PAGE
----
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The Automotive News Week in Review - February 19, 2010

Benjamin Hunting
by Benjamin Hunting
February 20, 2010

After sitting on the entry-level vehicle sidelines for what feels like an eternity, the Ford Motor Company has elected to grace Mercury dealers with their very own compact competitor. The move is designed to flesh out Mercury's lineup, which has dwindled down to just four models, including the extremely dated Mercury Grand Marquis full-size sedan which will most likely be departing showrooms within a few years.

The new Mercury will revive the Tracer name, last seen in North America in 1999 on a subcompact option that was essentially a clone of the departed Ford Escort. The new Mercury Tracer will also share most of its mechanicals with a Ford platform, but in this case it will use the same running gear and chassis that underpins the next generation Ford Focus, which hits American shores in 2011. Unlike the original Tracer, the new model will most likely be presented as a more luxurious, upscale entry-level car that maintains the sporting character and efficiency of the Ford Focus but which also offers a higher level of standard equipment and more exclusive options. Given that many of its dealers are already clamoring for a larger-than-expected number of high trim Ford Focus models for 2011, Mercury is confident that the Tracer will find an immediate audience.

The graying lineup of vehicles found under the Dodge and Chrysler banner currently includes several automobiles which have not undergone any significant updates for several years. Of these, Chrysler's small car program has suffered the most, with the 2010 Chrysler PT Cruiser sold in essentially the same form it was initially offered in almost 10 years ago.

Corporate parent Fiat has been gathering momentum behind the scenes to change the face of the compact cars sold by Chrysler. Current plans call for the same platform that is used by the all-new, Europe-only Alfa Romeo Giuletta hatchback to step in within a year's time and rescue the brand's entry-level options. While the Giuletta's sexy styling is unlikely to cross the Atlantic in unaltered form, the chassis and engines offered by the vehicle will most likely be employed by the compact models destined to replace both the Chrysler PT Cruiser and the Dodge Caliber in 2012. Jeep is also scheduled to benefit from this automotive technology sharing, and the platform itself is known as 'Compact Wide'.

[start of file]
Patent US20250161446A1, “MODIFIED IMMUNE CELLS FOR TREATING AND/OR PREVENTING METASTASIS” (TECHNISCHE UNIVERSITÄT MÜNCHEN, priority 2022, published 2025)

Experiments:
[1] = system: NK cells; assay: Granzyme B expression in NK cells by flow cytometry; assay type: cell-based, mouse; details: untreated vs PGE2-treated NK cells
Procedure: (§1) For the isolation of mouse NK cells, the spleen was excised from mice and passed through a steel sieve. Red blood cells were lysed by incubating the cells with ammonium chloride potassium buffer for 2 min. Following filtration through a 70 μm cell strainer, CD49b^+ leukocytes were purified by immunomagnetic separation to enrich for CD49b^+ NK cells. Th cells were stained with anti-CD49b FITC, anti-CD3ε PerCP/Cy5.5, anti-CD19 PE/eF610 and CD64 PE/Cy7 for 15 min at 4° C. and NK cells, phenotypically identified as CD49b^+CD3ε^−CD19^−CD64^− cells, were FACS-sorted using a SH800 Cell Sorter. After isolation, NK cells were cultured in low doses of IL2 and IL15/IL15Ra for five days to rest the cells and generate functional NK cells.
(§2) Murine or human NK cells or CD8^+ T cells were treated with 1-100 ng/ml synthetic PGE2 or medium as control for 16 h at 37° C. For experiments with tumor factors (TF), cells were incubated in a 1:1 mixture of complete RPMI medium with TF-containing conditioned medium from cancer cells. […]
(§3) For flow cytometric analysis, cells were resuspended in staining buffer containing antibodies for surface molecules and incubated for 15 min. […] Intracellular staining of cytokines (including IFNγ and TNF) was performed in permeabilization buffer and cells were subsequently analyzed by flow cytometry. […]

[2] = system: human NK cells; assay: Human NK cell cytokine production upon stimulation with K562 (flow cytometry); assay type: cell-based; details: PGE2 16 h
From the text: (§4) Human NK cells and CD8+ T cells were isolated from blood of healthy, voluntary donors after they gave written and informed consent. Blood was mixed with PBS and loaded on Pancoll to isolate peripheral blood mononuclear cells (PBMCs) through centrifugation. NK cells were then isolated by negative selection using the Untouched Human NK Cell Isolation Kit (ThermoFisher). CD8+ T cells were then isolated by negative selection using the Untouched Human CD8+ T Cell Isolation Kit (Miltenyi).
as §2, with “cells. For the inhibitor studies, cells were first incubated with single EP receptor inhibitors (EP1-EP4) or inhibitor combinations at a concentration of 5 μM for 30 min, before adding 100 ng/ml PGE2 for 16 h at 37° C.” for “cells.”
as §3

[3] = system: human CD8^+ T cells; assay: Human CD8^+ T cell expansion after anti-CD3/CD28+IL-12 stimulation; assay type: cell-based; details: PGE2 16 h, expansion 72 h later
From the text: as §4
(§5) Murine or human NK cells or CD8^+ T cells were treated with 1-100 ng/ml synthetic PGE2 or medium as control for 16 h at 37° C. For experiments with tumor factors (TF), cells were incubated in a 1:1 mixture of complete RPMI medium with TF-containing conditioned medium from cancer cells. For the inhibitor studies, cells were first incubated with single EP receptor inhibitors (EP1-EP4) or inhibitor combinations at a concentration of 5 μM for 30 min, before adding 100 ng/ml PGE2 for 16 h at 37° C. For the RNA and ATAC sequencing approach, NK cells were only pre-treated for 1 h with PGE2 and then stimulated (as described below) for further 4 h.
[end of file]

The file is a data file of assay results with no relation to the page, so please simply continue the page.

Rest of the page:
Extensive use of aluminum and other light alloys have made the Compact Wide platform both strong and light, which should help with Chrysler's overall corporate fuel economy ratings. As many as 700,000 vehicles are planned to be sold in the United States based on this Italian technology.

Already recalled due to issues with unintended acceleration, the Toyota Tacoma has suffered yet another setback in the hearts and minds of owners thanks to a second round of call-backs that began this week. This time, a problem related to a front shaft installed in four-wheel drive editions of the 2010 Toyota Tacoma has required the company to preemptively replace the part. Toyota claims that if the component cracks while the vehicle is underway, the driveshaft could separate from the truck and potentially cause an accident. 8,000 vehicles are affected by the recall, which involves a dealer inspection and possible replacement of the offending part.

Toyota has had to idle two of its American factories due to reduced demand for its products in the wake of the scandals and negative publicity surrounding its enormous recent recalls. Plants in Kentucky will be shut down for four days, while a plant in Texas will be closed for as long as ten days in order to prevent excess inventory from building up on Toyota dealer lots.

Nissan's potential truck problems also relate to driveshafts. Some versions of the 2010 Nissan Titan and the Nissan Frontier, as well as several of its sport-utility vehicles may have been built with a faulty driveshaft yoke. The part, manufactured by the Dana Corporation, a big name in the world of differentials and driveline components does not pose a safety risk should failure occur, but Nissan is investigating the issue and may opt to replace the yoke to be on the safe side.

This type of transparency and early intervention with regards to potential recalls will most likely be the norm for at least the next six months to a year as automakers attempt to avoid a public boondoggle such as the one which has crippled Toyota.

The 2011 Hyundai Sonata mid-size sedan is already an impressive, inexpensive option for family car shoppers, due to its recent redesign. Hyundai, however, has decided to forge ahead with plans to make the vehicle even more appealing to a wider range of drivers through the inclusion of two additional drivetrains.

The first is a 2.0 liter, four-cylinder engine, similar to that found in the Hyundai Genesis coupe. Slated to produce in the neighborhood of 250 horsepower thanks to the installation of a turbocharger, the motor will vault the Sonata 50 ponies ahead of its base engine yet still maintain reasonable fuel mileage, estimated to be in the range of 35 miles per gallon. The second option for Hyundai Sonata buyers will be a hybrid that makes use of a four-cylinder engine, an electric motor and lithium-ion batteries to help reduce the vehicle's fuel consumption even further.

Hyundai's decision to opt out of a V-6 option for its mid-size sedan is a direct challenge in terms of efficiency and power to established competitors like the Honda Accord and the Toyota Camry.


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